Jack Lewis GOOD, Applicant-Appellant, v. STATE of Iowa, Respondent-Appellee.
Jack Good appeals the denial of his application for postconviction relief. He argues the court erred in (1) dismissing his application on statute-of-limitations grounds and for failure to set forth specific facts upon which the application was based and (2) considering facts allegedly outside the record that flowed from the underlying criminal record that was allegedly not specifically judicially noticed by the court.1 He also argues postconviction-relief counsel was ineffective in failing to file an amended application for postconviction relief and a resistance to the State's motion for summary disposition and in failing to move for a new trial due to the court's alleged consideration of facts outside the record.2
Good filed his application for postconviction relief in January 2019. The application verified judgment on his conviction of assault with intent to commit sexual abuse was entered in 1996, he was sentenced to two years in prison, and no appeal was taken. In his application, Good generally argued changes in sex-offender-registry laws over the past twenty years resulted in a violation of his 1996 plea agreement. The only change he highlighted is that he is now required to register as a sex offender for life. Apparently relative to that claim, he stated his “sentence has expired, or probation, parole, or conditional release has been unlawfully revoked, or [he] is otherwise held in custody or other restraint.” The State moved for dismissal on statute-of-limitations grounds pursuant to Iowa Code section 822.3 (2019).
At the ensuing hearing, the State echoed its statute-of-limitations argument. Good responded that his claim of being held or subject to a sentence that has expired was not subject to the statute of limitations. The State replied that Good failed to put forth sufficient facts to show his sentence expired. In its ensuing ruling, the court concluded the application was time-barred and failed to “specifically set forth the grounds upon which the application is based,” as required by section 822.4. The court granted the State's motion to dismiss, and this appeal followed.
Appellate review of postconviction-relief proceedings is typically for correction of errors at law, but where claims of ineffective assistance of counsel are forwarded, our review is de novo. See Diaz v. State, 896 N.W.2d 723, 727 (Iowa 2017).
We first address Good's claim that the court erred by considering facts allegedly outside the record. Good argues the court inappropriately considered facts contained in the underlying criminal record, of which he claims the court did not take judicial notice. Specifically, he complains of the court considering the date he was sentenced, March 12, 1996. Good argues that Iowa Code section 822.6A, which took effect while his application is pending and automatically makes the underlying criminal file part of the record in a postconviction-relief proceeding, does not apply. He takes the position the statute only applies to applications both filed and decided after the statute's effective date on July 1, 2019. But we need not decide whether the statute applies because, even if the court did not take judicial notice of the underlying file and then relied on it thereafter, Good suffered no prejudice from the same. Good's own application stated he was sentenced on his conviction in 1996 and did not appeal. That was sufficient to alert the court that the conviction or decision was final for statute-of-limitations purposes more than two decades before Good filed his application. In addition, the exact date of Good's sentencing was recited in the State's motion to dismiss and its attachment, as well as at the hearing on the motion to dismiss. We find no prejudicial error here. And counsel breached no duty resulting in prejudice in failing to move for a new trial based upon the court's alleged consideration of facts outside the record, so counsel was not ineffective as alleged in relation to this claim.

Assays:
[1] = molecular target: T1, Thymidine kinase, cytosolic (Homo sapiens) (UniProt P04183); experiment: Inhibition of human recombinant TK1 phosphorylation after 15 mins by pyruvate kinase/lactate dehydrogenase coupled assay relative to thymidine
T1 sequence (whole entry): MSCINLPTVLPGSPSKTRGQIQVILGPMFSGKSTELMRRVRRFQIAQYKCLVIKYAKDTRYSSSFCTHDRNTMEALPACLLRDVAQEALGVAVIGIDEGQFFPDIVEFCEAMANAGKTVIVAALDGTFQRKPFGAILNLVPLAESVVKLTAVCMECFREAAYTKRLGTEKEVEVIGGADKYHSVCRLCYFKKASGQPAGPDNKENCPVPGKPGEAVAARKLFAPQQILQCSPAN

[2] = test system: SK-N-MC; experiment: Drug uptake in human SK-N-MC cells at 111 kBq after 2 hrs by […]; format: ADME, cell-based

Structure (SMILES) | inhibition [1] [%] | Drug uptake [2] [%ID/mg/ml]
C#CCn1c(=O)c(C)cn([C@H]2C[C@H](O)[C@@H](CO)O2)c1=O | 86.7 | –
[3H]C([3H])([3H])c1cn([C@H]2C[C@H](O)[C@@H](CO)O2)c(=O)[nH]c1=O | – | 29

We turn to Good's claim dismissal on statute-of-limitations grounds was improper. Postconviction-relief “applications must be filed within three years from the date the conviction or decision is final or, in the event of an appeal, from the date the writ of procedendo is issued.” Iowa Code § 822.3. “However, this limitation does not apply to a ground of ․ law that could not have been raised within the applicable time period.” Id. Good states his argument before the district court was that he was entitled to relief based on changes in the law since his 1996 plea, specifically changes to sex-offender-registry statutes contained in chapter 692A. He points only to statutory amendments made to chapter 692A in 2009. See 2009 Iowa Acts ch. 119, §§ 1–31. He claims these statutory amendments in 2009 amounted to “a ground of fact or law that could not have been raised within the applicable [limitations] period,” so he has good cause to file his application beyond three years the date his conviction was final, which was in 1996. But we have previously agreed that